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Former astronaut tells students to reach for the stars

July 16, 2009

As we celebrate the 40 anniversary of Apollo 11 and man’s first walk on the moon, another former astronaut is trying to inspire middle school students in the same way the Apollo 11 astronauts inspired him.

Former astronaut Bernard Harris speaks to the campers about his experiences in space

Former astronaut Bernard Harris speaks to the campers about his experiences in space

Bernard Harris, a veteran of two NASA Space Shuttle missions and the first African-American to walk in space, spoke to a group of 50 Delaware Valley middle school students at Temple’s Ambler campus yesterday.  They are attending the ExxonMobil Bernard Harris Summer Science Camp, which is being hosted by Temple’s College of Science and Technology.

“I remember when I was 13 years old seeing Neil Armstrong and Buzz Aldrin walk on the moon,” Harris told the 5-, 6- and 7th graders. “When I saw that, I said ‘I want to be an astronaut’ and I never looked back.”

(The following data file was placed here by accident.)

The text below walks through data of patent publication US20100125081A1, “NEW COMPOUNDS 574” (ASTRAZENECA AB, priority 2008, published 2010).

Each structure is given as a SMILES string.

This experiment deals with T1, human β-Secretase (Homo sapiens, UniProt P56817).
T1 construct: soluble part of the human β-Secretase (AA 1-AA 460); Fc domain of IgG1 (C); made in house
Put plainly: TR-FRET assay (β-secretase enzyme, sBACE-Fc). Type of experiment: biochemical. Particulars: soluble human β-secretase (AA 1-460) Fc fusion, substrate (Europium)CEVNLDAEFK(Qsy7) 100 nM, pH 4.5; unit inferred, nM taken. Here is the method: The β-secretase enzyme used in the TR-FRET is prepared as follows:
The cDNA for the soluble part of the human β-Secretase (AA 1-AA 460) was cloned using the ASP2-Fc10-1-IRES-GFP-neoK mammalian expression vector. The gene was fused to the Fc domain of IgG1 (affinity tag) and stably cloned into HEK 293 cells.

Harris explained to the campers what it is like to be in space and what is required to become an astronaut.  His message emphasized education and having goals, then working hard to achieve them.  “I want you to finish middle school, finish high school and begin preparing for college.  Eastablish goals and find mentors that can help you along the way.  You can do anything you want to do, it’s up to you.”

Harris works with some of the campers to build a raft out of aluminum foil and plastic straws to test Archilles' principle of buoyancy

Harris works with some of the campers to build a raft out of aluminum foil and plastic straws to test Archilles' principle of buoyancy

Harris started the summer science camps in 1994. In 1998, he created the Bernard Harris Foundation and has partnered with ExxonMobil to sponsor the summer science camps for the past four years. Designed to enhance middle school students’ knowledge in science, technology, engineering and mathematics, the camps are being held at 30 college and university campuses throughout the United States. Activities included classroom study, experiments, individual and group projects, weekly field excursions and motivational guest speakers.

Before leaving, Harris advised the campers to “go back to your school and brag about this experience you had.”

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